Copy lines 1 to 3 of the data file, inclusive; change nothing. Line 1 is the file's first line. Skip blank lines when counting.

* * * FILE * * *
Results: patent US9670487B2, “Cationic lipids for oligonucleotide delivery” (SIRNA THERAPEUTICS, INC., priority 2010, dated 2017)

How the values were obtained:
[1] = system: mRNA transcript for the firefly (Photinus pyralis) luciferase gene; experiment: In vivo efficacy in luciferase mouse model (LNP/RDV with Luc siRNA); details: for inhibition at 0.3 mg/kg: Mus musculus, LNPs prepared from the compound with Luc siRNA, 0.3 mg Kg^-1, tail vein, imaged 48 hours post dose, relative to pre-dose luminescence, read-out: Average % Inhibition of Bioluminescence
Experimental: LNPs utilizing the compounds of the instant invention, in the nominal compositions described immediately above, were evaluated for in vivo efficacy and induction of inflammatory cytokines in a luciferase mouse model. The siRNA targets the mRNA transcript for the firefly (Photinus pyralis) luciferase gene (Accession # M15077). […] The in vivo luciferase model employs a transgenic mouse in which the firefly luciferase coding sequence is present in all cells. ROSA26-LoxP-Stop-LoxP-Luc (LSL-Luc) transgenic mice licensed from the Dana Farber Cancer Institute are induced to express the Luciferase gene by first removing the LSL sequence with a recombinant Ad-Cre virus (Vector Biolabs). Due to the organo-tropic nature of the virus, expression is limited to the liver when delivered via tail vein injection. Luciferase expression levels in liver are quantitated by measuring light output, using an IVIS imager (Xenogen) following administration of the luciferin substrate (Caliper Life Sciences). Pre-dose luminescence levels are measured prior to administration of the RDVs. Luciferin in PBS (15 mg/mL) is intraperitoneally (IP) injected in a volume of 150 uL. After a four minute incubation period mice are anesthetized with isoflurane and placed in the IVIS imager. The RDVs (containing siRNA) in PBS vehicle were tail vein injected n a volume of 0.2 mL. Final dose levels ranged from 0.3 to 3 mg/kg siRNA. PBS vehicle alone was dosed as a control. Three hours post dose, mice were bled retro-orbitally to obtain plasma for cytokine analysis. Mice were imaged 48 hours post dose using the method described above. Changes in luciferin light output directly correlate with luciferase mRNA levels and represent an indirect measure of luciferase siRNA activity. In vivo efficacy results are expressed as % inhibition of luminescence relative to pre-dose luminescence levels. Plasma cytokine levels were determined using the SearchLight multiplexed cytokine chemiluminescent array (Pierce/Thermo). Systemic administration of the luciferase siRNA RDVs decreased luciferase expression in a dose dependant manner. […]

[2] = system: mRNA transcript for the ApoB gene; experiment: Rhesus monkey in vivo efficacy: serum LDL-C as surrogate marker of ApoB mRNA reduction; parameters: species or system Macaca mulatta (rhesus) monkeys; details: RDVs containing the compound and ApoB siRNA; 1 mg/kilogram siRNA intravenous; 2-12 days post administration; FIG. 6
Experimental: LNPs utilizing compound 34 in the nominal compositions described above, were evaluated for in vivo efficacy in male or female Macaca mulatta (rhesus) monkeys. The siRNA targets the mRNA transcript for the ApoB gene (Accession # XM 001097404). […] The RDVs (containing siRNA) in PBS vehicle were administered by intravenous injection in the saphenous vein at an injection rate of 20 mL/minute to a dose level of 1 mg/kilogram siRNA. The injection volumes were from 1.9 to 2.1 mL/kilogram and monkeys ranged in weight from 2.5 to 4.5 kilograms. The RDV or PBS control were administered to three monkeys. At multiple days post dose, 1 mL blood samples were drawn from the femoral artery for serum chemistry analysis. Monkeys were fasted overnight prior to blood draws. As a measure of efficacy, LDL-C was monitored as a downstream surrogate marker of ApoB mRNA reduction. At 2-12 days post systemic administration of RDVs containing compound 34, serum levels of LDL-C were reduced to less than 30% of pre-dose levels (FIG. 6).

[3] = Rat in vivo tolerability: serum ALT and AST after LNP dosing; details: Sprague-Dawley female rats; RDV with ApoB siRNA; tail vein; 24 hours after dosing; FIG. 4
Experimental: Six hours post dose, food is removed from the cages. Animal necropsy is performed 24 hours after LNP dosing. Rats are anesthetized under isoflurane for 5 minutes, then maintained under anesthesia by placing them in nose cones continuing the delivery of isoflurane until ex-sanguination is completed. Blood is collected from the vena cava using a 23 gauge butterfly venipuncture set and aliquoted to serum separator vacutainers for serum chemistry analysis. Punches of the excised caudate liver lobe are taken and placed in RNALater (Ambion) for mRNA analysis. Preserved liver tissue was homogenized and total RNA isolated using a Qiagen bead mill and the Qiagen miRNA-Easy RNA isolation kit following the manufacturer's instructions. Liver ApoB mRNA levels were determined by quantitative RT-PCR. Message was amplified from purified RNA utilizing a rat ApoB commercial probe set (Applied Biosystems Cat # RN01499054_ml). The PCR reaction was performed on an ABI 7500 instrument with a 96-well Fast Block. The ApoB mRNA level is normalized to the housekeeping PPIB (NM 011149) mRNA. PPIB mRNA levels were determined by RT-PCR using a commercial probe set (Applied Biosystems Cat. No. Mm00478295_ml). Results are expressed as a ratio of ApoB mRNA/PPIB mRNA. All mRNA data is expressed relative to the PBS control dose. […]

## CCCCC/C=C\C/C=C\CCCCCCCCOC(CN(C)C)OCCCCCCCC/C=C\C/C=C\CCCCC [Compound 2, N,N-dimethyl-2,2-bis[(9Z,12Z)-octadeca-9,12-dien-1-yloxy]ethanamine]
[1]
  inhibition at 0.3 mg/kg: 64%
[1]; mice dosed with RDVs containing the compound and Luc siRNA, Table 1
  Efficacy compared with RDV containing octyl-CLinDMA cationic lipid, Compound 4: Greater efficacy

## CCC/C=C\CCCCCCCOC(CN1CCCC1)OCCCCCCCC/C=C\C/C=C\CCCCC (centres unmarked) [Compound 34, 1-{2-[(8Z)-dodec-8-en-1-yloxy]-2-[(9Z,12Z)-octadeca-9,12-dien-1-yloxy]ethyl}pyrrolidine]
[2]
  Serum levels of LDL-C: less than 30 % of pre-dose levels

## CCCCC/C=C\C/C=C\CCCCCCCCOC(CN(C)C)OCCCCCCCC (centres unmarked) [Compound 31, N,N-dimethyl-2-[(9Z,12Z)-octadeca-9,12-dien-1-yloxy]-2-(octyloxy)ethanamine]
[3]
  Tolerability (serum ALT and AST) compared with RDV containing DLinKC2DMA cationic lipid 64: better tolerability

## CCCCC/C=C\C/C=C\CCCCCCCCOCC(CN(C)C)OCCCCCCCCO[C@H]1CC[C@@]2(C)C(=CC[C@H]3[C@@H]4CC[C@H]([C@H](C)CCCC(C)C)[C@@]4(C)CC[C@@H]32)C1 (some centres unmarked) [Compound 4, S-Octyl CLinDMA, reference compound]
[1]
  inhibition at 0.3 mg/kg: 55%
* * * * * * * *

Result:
Results: patent US9670487B2, “Cationic lipids for oligonucleotide delivery” (SIRNA THERAPEUTICS, INC., priority 2010, dated 2017)

How the values were obtained:
[1] = system: mRNA transcript for the firefly (Photinus pyralis) luciferase gene; experiment: In vivo efficacy in luciferase mouse model (LNP/RDV with Luc siRNA); details: for inhibition at 0.3 mg/kg: Mus musculus, LNPs prepared from the compound with Luc siRNA, 0.3 mg Kg^-1, tail vein, imaged 48 hours post dose, relative to pre-dose luminescence, read-out: Average % Inhibition of Bioluminescence